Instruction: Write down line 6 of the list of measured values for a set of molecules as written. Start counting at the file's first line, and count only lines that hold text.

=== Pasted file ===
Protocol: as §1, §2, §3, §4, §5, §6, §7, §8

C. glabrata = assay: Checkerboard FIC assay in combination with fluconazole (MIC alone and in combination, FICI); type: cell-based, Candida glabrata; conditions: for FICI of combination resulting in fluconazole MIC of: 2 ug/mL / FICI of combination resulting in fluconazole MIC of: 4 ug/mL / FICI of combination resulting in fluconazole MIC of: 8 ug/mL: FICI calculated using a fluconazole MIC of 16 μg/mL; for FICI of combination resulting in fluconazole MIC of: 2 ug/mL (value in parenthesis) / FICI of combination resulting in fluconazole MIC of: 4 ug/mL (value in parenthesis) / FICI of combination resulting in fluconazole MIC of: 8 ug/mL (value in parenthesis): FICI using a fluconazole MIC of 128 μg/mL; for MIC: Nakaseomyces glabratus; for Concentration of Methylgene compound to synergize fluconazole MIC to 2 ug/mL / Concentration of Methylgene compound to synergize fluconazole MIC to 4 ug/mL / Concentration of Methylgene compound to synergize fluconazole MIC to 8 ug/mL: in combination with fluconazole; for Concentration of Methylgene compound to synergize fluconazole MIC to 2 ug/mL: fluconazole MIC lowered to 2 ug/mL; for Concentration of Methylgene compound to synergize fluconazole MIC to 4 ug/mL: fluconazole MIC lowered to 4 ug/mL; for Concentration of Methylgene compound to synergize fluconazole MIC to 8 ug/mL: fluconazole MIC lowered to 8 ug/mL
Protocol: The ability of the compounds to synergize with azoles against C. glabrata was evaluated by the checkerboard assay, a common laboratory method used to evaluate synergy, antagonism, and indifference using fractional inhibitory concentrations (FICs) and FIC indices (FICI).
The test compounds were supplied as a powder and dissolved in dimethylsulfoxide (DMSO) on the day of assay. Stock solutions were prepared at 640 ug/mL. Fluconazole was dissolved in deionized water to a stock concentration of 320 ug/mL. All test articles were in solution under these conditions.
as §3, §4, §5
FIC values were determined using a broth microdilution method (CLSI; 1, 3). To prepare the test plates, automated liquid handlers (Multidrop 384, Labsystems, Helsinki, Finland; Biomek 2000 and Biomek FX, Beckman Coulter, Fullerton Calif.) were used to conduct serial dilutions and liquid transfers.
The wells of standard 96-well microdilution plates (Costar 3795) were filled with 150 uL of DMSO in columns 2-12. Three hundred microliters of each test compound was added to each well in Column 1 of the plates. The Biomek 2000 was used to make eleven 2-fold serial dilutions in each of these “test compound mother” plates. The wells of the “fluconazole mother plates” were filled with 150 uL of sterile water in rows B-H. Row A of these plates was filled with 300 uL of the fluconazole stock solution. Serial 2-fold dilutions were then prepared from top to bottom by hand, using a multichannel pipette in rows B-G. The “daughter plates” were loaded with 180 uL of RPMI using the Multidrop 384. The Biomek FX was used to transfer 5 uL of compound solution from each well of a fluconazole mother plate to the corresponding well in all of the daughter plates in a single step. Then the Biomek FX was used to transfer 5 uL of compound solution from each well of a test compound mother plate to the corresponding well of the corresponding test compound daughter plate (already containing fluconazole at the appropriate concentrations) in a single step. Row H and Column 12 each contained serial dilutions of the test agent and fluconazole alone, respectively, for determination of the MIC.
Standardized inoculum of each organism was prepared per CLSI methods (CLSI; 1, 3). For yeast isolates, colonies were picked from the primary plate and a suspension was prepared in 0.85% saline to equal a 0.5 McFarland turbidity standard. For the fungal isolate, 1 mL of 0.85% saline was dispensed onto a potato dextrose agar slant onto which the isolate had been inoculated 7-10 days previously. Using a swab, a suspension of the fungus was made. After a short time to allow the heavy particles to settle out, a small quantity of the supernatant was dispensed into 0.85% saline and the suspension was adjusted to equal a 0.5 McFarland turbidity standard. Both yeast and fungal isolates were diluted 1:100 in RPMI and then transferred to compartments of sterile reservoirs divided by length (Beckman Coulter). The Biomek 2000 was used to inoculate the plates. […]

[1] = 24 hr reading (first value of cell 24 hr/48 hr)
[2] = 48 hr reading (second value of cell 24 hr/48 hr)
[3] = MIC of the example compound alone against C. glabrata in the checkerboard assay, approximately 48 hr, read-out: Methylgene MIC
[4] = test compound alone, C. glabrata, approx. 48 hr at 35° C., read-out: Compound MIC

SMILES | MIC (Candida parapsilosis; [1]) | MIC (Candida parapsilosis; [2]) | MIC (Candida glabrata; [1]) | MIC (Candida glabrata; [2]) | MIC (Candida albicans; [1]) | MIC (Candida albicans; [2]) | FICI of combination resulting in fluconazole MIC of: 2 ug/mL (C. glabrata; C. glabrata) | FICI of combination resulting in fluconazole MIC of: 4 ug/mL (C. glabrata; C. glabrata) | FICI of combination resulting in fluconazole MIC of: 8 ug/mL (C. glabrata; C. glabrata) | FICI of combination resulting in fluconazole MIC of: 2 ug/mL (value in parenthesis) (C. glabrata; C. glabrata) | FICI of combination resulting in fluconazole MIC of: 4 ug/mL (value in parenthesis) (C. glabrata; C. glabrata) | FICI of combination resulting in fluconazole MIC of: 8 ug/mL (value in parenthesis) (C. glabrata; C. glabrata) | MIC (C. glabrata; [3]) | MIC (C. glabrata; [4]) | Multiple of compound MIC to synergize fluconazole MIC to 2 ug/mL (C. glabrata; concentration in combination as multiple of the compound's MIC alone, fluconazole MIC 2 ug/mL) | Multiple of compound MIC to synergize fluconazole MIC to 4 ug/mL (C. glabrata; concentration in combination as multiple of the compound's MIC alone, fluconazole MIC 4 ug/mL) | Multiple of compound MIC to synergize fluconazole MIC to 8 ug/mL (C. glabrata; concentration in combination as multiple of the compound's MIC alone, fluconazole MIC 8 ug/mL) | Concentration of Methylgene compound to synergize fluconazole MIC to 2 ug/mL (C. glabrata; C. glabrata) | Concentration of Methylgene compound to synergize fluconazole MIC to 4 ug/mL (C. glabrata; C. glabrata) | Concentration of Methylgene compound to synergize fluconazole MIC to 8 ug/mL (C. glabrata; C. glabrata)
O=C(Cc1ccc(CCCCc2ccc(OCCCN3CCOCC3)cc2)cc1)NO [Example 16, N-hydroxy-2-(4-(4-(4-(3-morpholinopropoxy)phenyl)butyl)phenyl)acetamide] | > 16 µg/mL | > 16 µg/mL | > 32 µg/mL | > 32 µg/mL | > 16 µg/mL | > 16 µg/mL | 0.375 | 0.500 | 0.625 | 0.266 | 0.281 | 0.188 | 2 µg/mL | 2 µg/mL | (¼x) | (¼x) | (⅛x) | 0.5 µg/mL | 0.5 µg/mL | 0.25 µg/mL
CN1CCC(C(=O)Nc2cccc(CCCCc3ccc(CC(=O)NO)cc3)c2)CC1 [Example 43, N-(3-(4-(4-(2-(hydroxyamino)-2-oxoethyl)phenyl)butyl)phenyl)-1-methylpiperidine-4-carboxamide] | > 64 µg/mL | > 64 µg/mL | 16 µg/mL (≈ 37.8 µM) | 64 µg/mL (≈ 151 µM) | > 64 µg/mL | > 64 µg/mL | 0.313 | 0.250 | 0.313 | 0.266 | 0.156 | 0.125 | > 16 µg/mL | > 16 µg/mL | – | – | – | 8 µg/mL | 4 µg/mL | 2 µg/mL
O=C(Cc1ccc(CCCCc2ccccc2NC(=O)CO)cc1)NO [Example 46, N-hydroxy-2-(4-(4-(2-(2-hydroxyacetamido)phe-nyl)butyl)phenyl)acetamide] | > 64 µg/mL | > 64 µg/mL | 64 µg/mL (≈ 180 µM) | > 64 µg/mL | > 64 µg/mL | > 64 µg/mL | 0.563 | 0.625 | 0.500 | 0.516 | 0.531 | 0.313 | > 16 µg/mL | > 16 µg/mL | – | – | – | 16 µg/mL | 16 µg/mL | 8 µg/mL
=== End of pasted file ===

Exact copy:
FIC values were determined using a broth microdilution method (CLSI; 1, 3). To prepare the test plates, automated liquid handlers (Multidrop 384, Labsystems, Helsinki, Finland; Biomek 2000 and Biomek FX, Beckman Coulter, Fullerton Calif.) were used to conduct serial dilutions and liquid transfers.